CHARLESTON, W.Va. — A federal judge has decided against sending Don Blankenship’s lawsuit against some of the nation’s biggest media companies to Mingo Circuit Court.
Blankenship, a former coal operator whose unsuccessful campaign for U.S. Senate is the basis for the suit, originally filed it in Mingo Circuit Court, near where he worked for many years running Massey Energy.
The $12 billion defamation case claims a conspiracy to damage Blankenship’s campaign over the fatal 2010 explosion at Massey’s Upper Big Branch Mine.
Fox News, one of the defendants, moved to have the case considered in U.S. District Court for the Southern District of West Virginia.
Senior status Judge John Copenhaver issued a ruling on Wednesday in agreement. Copenhaver’s order says the case should remain in federal court.
A footnote that accompanies the order indicates that Blankenship is not currently a resident of Mingo County or West Virginia.
“Fox News devotes much of its notice of removal and opposition to the motion to remand presenting evidence that Mr. Blankenship is domiciled in Nevada rather than West Virginia; no defendants are domiciled in Nevada,” Copenhaver wrote.
“The plaintiff, however, does not contest Fox News’ representation that he is a Nevada domiciliary, nor that complete diversity exists.”
Much of the opinion dwells on the appropriate circumstances for determining the forum for a lawsuit.
Blankenship had argued that one of the defendants, the 35th PAC, is headquartered in West Virginia, and prompted a smear campaign against his candidacy.
He contends the PAC was formed to support the candidacy of the eventual winner of the Republican primary for U.S. Senate in West Virginia, Patrick Morrisey.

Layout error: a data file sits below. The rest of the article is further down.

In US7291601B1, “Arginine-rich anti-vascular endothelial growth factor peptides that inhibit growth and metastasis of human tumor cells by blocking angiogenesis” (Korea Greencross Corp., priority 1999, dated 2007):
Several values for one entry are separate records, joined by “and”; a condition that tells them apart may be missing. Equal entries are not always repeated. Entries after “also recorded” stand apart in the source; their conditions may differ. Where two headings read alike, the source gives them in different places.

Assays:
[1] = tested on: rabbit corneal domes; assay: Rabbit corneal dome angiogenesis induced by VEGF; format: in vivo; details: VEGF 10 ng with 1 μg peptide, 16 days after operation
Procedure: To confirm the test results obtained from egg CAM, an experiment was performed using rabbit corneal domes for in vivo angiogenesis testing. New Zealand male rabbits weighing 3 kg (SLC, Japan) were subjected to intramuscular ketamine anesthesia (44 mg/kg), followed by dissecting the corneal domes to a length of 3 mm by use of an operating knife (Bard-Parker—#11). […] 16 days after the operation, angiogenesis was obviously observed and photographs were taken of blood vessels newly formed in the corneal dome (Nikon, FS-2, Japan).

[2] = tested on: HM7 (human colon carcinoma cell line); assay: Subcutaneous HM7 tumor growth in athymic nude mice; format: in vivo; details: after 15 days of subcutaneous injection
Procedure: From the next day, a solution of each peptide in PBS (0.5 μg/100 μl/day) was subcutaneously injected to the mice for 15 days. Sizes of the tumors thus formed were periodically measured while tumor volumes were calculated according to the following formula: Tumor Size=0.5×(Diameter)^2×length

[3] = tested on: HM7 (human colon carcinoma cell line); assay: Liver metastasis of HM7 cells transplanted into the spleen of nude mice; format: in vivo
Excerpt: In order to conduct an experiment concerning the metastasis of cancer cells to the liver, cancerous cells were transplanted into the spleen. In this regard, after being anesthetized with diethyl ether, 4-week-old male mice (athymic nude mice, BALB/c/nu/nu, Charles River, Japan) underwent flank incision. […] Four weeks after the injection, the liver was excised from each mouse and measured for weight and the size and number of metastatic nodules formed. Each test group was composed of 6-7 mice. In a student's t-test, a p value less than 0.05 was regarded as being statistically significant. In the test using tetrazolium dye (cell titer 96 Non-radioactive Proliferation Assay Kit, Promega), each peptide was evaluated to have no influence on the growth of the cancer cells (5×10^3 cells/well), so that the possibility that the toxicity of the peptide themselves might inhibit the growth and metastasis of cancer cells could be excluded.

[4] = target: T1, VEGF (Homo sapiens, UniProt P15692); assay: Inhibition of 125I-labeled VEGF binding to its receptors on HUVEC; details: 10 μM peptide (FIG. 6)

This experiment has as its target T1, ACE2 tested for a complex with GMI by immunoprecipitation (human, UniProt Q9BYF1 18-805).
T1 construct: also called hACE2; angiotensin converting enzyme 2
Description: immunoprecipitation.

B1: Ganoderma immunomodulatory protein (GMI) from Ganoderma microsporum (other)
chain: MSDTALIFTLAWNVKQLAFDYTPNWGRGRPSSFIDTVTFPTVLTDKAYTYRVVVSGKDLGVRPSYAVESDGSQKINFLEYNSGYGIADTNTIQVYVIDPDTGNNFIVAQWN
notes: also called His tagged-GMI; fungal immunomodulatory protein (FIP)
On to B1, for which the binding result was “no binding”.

A memo stating Blankenship’s claim contends 35th PAC “served as one of the vanguards of this conspiracy, kicking off the whole affair with an April 10, 2018, tweet calling Mr. Blankenship ‘a convicted felon hurting West Virginia families.'”
Blankenship served a year in jail on a misdemeanor conviction of conspiring to violate federal mine safety and health standards, related to the explosion of the Massey-owned Upper Big Branch mine that killed 29 miners.
His lawsuit contends that the felon accusation was intentionally spread, contributing to his loss in the 2018 Republican primary for U.S. Senate.
The lawsuit names Fox News, CNN, MSNBC, CNBC, The Associated Press, Breitbart, The Washington Post, The Washington Times and individual reporters.
It also names the National Republican Senatorial Committee and the Democratic Senatorial Campaign Committee.
Fox News led the move to federal court, saying the news company hadn’t yet been served in Mingo Circuit Court.
“Because no defendant (including Fox News) has been served, Fox News’s removal to this court is timely, and no other defendant is required to consent to the removal at this time,” lawyers for Fox News wrote.